Please use this identifier to cite or link to this item: https://observatorio.fm.usp.br/handle/OPI/36303
Title: Triple Network Model Dynamically Revisited: Lower Salience Network State Switching in Pre-psychosis
Authors: BOLTON, Thomas A. W.WOTRUBA, DianaBUECHLER, RomanTHEODORIDOU, AnastasiaMICHELS, LarsKOLLIAS, SpyrosROESSLER, WulfHEEKEREN, KarstenVILLE, Dimitri Van de
Citation: FRONTIERS IN PHYSIOLOGY, v.11, article ID 66, 10p, 2020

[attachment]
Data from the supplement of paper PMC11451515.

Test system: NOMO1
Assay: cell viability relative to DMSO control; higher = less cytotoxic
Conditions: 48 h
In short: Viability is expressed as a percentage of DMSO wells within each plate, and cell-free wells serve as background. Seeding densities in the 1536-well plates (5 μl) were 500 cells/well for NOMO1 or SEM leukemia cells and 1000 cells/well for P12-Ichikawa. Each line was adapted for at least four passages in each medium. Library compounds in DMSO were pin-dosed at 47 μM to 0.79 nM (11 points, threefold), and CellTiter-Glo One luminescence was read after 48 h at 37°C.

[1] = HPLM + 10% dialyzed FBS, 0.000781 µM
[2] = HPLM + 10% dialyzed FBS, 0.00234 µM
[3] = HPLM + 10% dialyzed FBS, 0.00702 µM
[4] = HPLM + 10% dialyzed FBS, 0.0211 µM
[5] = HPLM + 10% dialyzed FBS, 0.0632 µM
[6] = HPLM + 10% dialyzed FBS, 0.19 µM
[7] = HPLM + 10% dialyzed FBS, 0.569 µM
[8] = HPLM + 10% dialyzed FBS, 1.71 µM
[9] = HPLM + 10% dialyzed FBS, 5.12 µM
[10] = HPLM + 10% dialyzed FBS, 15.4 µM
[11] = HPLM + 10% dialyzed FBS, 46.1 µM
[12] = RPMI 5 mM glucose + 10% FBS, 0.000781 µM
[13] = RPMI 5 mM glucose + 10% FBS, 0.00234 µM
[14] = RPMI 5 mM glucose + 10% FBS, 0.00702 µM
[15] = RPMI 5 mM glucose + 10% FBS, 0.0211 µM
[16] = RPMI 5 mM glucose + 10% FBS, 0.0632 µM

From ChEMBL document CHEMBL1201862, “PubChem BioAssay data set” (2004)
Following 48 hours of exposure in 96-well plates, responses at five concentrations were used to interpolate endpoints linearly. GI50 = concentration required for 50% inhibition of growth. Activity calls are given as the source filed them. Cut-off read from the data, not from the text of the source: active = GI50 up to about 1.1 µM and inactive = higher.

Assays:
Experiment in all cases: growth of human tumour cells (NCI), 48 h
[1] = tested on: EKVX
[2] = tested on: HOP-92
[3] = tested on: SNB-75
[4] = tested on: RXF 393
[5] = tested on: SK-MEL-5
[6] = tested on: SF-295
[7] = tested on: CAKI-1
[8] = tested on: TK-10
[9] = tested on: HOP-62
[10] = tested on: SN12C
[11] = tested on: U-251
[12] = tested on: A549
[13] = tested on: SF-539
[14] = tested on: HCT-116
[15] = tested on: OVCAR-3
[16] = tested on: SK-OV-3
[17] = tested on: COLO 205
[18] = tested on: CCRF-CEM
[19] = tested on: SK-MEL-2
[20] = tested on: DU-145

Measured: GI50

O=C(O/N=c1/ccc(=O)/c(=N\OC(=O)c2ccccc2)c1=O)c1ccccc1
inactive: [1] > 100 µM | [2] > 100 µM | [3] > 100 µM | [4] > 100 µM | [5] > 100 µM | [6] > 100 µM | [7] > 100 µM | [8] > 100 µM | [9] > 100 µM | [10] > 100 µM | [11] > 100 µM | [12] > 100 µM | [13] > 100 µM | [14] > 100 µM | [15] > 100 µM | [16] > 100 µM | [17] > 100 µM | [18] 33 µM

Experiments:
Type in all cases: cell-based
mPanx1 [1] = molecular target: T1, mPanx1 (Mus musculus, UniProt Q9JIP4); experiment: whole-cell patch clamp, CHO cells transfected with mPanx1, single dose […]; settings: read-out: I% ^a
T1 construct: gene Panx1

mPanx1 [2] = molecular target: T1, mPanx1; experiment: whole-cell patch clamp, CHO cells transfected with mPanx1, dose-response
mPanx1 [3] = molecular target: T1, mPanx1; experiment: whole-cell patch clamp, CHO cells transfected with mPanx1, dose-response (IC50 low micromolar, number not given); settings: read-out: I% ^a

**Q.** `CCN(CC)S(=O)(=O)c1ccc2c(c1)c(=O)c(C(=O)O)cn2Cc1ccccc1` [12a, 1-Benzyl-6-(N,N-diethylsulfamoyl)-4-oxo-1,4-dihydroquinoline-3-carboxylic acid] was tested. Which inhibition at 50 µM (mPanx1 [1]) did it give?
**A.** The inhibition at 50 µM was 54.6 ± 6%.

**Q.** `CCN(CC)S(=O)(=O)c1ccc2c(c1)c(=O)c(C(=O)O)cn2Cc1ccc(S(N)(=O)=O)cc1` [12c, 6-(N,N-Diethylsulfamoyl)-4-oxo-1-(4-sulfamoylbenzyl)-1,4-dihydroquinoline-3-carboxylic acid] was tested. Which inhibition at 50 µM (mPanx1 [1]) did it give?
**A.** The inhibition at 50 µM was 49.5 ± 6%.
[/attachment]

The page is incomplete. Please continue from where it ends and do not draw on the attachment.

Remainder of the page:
Abstract: Emerging evidence has attributed altered network coordination between the default mode, central executive, and salience networks (DMN/CEN/SAL) to disturbances seen in schizophrenia, but little is known for at-risk psychosis stages. Moreover, pinpointing impairments in specific network-to-network interactions, although essential to resolve possibly distinct harbingers of conversion to clinically diagnosed schizophrenia, remains particularly challenging. We addressed this by a dynamic approach to functional connectivity, where right anterior insula brain interactions were examined through co-activation pattern (CAP) analysis. We utilized resting-state fMRI in 19 subjects suffering from subthreshold delusions and hallucinations (UHR), 28 at-risk for psychosis with basic symptoms describing only self-experienced subclinical disturbances (BS), and 29 healthy controls (CTR) matched for age, gender, handedness, and intelligence. We extracted the most recurring CAPs, compared their relative occurrence and average dwell time to probe their temporal expression, and quantified occurrence balance to assess the putative loss of competing relationships. Our findings substantiate the pivotal role of the right anterior insula in governing CEN-to-DMN transitions, which appear dysfunctional prior to the onset of psychosis, especially when first attenuated psychotic symptoms occur. In UHR subjects, it is longer active in concert with the DMN and there is a loss of competition between a SAL/DMN state, and a state with insula/CEN activation paralleled by DMN deactivation. These features suggest that abnormal network switching disrupts one's capacity to distinguish between the internal world and external environment, which is accompanied by inflexibility and an excessive awareness to internal processes reflected by prolonged expression of the right anterior insula-default mode co-activation pattern.
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